Breathtaking. That was my first response when I came across this beautifully illustrated book. My granddaughter received it for her birthday and with all the celebrating going on around me, I couldn’t give it a proper read. But just leafing-no pun intended- through it, I was blown away. Ok, that last one was intentional.
The first page is wordless, just an illustration of the woods in winter. Or is it? There is a large tree on the right hand side of the double spread. But tip the book sideways and the tree looks a lot like a deer that shows up on the next page. See that hole in the tree? That’s his eye. And those branches on top? Those are his antlers. Turn the page and now you see two actual deer, waterfowl and baby birds being fed by Mama. Spring has arrived. Turn the page again and the text tells you the many colors of green that exist in the artwork, as well as in the season of Spring.
“Jungle green, laurel green, moss green, mint green, pine green, avocado green, and, of course, sap green.” All the while I am thinking of the many art lessons I could do with this book, if I were still teaching. The possibilities are endless!
A few pages in, that deer shows up again, as well as a squirrel and some rabbits. And what have they spotted? A gold leaf. From now on, when the gold leaf shows up, it looks exactly like gold leaf, the art form in which gold is pounded into thin sheets. The animals are fascinated by it. They all want it. But their greed causes them to keep snatching it away from each other and inevitably, the gold leaf shreds into countless tiny pieces.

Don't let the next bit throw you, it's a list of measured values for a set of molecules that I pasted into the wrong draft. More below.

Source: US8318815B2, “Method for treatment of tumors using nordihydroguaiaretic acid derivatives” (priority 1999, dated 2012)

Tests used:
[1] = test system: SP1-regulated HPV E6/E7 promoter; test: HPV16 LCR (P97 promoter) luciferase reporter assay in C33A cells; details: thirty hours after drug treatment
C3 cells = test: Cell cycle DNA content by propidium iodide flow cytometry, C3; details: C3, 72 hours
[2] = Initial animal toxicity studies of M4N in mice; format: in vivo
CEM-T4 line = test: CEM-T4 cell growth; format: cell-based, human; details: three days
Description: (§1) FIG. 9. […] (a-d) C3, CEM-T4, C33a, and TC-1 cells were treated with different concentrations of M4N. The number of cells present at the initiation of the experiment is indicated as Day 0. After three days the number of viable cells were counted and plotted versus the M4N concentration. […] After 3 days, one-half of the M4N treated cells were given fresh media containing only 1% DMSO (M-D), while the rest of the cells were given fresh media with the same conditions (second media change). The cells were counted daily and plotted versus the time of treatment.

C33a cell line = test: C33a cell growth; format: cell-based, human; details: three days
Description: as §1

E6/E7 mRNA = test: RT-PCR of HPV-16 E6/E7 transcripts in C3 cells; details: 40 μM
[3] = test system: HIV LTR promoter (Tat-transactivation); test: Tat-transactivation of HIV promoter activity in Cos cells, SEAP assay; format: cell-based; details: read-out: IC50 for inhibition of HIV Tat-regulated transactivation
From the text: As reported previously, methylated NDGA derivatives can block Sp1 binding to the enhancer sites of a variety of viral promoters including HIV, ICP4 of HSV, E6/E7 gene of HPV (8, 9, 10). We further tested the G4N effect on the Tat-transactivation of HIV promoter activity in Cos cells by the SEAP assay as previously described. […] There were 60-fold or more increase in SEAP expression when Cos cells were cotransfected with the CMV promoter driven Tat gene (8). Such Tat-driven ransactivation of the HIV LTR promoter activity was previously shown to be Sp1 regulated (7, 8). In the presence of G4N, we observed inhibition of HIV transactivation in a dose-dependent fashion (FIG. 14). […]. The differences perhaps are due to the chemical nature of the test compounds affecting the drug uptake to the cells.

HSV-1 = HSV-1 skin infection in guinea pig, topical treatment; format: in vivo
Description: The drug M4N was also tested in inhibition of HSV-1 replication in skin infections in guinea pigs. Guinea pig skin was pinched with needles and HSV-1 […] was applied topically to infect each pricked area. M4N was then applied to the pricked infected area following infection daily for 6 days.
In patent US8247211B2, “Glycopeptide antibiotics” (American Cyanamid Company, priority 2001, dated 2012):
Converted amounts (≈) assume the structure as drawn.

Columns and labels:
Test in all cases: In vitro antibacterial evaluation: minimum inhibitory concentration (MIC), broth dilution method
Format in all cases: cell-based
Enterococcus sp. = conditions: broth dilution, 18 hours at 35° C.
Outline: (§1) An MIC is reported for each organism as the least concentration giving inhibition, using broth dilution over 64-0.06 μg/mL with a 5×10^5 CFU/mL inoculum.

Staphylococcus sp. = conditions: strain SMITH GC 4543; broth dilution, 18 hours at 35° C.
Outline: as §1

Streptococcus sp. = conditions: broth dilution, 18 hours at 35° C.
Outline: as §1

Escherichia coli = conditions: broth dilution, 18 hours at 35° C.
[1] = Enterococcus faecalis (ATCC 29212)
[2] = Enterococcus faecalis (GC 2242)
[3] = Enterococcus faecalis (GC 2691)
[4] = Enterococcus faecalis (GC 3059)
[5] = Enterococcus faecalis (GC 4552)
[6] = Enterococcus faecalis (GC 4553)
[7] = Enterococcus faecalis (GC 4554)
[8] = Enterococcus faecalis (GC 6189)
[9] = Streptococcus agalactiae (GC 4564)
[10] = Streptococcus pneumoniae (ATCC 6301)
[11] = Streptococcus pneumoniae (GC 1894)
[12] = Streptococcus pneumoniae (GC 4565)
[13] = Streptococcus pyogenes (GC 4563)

“The forest grew still. The only sound was the wind rustling the leaves, which sent bits of gold swirling in every direction. With sorrow, the animals realized that their precious leaf was gone.”
Summer comes, then Autumn arrives, with all its many-colored leaves. Winter follows. The animals forget about their gold leaf. Spring arrives with even more colors of green.
“Something shone and sparkled.”
The gold leaf has returned. But this time, the animals do not fight over it. They are simply happy to have their gold leaf back. The second to last page is a double spread that shows the animals leaping through the greenery, and look! Some of them have turned golden! The final page pictures them as becoming part of a fanciful tree, as if they are happy to simply exist in nature, as of course, animals are. It is humans, after all, who fight over gold.
Pre-school teachers, art teachers, writing teachers–any teacher instructing students of any age could find myriad ways to use this wonderful book. Parents can cuddle in their favorite chair and read it to the littlest ones as the text, which flows like poetry, is quite spare. And of course Autumn is the ideal season to read a book about leaves and seasons.
A note explains that “Kirsten Hall’s grandfather was responsible for the gold leafing of many famous gilded buildings in NYC, including Lincoln Center, Rockefeller Center, Carnegie Hall, and the Helmsley building.” This is a stunning book.